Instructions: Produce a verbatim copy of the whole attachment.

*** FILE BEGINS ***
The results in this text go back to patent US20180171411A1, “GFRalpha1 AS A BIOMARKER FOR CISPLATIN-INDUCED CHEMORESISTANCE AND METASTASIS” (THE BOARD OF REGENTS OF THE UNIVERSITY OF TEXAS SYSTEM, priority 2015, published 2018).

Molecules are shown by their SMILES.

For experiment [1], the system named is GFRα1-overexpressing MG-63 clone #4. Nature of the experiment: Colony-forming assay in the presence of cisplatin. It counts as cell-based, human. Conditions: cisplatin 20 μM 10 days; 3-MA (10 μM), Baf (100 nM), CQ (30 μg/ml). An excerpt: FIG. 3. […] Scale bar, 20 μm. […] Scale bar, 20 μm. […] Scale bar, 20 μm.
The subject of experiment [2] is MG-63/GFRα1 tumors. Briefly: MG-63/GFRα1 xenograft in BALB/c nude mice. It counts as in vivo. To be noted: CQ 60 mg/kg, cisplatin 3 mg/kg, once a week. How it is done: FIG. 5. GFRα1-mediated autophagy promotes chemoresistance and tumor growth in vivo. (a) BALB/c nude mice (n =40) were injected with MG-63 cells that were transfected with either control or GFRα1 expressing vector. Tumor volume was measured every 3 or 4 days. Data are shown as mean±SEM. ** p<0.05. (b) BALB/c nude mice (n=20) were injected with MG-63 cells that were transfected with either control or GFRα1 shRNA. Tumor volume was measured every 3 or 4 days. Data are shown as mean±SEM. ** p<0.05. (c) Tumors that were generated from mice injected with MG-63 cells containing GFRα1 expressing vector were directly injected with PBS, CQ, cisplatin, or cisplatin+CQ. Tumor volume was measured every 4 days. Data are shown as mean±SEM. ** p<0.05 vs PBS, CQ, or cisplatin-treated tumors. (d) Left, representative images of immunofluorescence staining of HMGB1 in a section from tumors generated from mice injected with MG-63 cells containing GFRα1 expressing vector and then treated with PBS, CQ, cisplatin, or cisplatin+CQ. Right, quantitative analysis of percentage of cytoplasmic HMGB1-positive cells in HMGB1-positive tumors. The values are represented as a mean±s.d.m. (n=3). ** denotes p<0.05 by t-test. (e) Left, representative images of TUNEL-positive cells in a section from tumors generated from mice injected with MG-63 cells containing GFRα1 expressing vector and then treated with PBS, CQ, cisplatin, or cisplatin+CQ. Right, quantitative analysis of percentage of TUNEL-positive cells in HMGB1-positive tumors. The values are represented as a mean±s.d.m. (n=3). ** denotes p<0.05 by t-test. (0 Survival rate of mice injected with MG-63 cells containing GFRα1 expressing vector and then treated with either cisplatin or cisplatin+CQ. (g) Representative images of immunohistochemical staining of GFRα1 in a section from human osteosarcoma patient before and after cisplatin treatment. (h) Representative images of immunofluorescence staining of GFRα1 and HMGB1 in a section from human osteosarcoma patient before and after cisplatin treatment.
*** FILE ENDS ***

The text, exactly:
The results in this text go back to patent US20180171411A1, “GFRalpha1 AS A BIOMARKER FOR CISPLATIN-INDUCED CHEMORESISTANCE AND METASTASIS” (THE BOARD OF REGENTS OF THE UNIVERSITY OF TEXAS SYSTEM, priority 2015, published 2018).

Molecules are shown by their SMILES.

For experiment [1], the system named is GFRα1-overexpressing MG-63 clone #4. Nature of the experiment: Colony-forming assay in the presence of cisplatin. It counts as cell-based, human. Conditions: cisplatin 20 μM 10 days; 3-MA (10 μM), Baf (100 nM), CQ (30 μg/ml). An excerpt: FIG. 3. […] Scale bar, 20 μm. […] Scale bar, 20 μm. […] Scale bar, 20 μm.
The subject of experiment [2] is MG-63/GFRα1 tumors. Briefly: MG-63/GFRα1 xenograft in BALB/c nude mice. It counts as in vivo. To be noted: CQ 60 mg/kg, cisplatin 3 mg/kg, once a week. How it is done: FIG. 5. GFRα1-mediated autophagy promotes chemoresistance and tumor growth in vivo. (a) BALB/c nude mice (n =40) were injected with MG-63 cells that were transfected with either control or GFRα1 expressing vector. Tumor volume was measured every 3 or 4 days. Data are shown as mean±SEM. ** p<0.05. (b) BALB/c nude mice (n=20) were injected with MG-63 cells that were transfected with either control or GFRα1 shRNA. Tumor volume was measured every 3 or 4 days. Data are shown as mean±SEM. ** p<0.05. (c) Tumors that were generated from mice injected with MG-63 cells containing GFRα1 expressing vector were directly injected with PBS, CQ, cisplatin, or cisplatin+CQ. Tumor volume was measured every 4 days. Data are shown as mean±SEM. ** p<0.05 vs PBS, CQ, or cisplatin-treated tumors. (d) Left, representative images of immunofluorescence staining of HMGB1 in a section from tumors generated from mice injected with MG-63 cells containing GFRα1 expressing vector and then treated with PBS, CQ, cisplatin, or cisplatin+CQ. Right, quantitative analysis of percentage of cytoplasmic HMGB1-positive cells in HMGB1-positive tumors. The values are represented as a mean±s.d.m. (n=3). ** denotes p<0.05 by t-test. (e) Left, representative images of TUNEL-positive cells in a section from tumors generated from mice injected with MG-63 cells containing GFRα1 expressing vector and then treated with PBS, CQ, cisplatin, or cisplatin+CQ. Right, quantitative analysis of percentage of TUNEL-positive cells in HMGB1-positive tumors. The values are represented as a mean±s.d.m. (n=3). ** denotes p<0.05 by t-test. (0 Survival rate of mice injected with MG-63 cells containing GFRα1 expressing vector and then treated with either cisplatin or cisplatin+CQ. (g) Representative images of immunohistochemical staining of GFRα1 in a section from human osteosarcoma patient before and after cisplatin treatment. (h) Representative images of immunofluorescence staining of GFRα1 and HMGB1 in a section from human osteosarcoma patient before and after cisplatin treatment.